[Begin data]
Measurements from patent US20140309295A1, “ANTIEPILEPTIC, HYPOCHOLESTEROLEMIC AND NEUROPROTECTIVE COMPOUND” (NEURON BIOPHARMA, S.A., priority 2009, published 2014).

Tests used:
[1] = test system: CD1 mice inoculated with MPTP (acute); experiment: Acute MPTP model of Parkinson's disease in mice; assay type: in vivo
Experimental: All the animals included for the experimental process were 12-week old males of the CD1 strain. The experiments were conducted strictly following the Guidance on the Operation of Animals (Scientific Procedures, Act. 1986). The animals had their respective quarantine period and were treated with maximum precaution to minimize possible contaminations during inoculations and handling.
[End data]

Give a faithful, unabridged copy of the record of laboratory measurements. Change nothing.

Measurements from patent US20140309295A1, “ANTIEPILEPTIC, HYPOCHOLESTEROLEMIC AND NEUROPROTECTIVE COMPOUND” (NEURON BIOPHARMA, S.A., priority 2009, published 2014).

Tests used:
[1] = test system: CD1 mice inoculated with MPTP (acute); experiment: Acute MPTP model of Parkinson's disease in mice; assay type: in vivo
Experimental: All the animals included for the experimental process were 12-week old males of the CD1 strain. The experiments were conducted strictly following the Guidance on the Operation of Animals (Scientific Procedures, Act. 1986). The animals had their respective quarantine period and were treated with maximum precaution to minimize possible contaminations during inoculations and handling.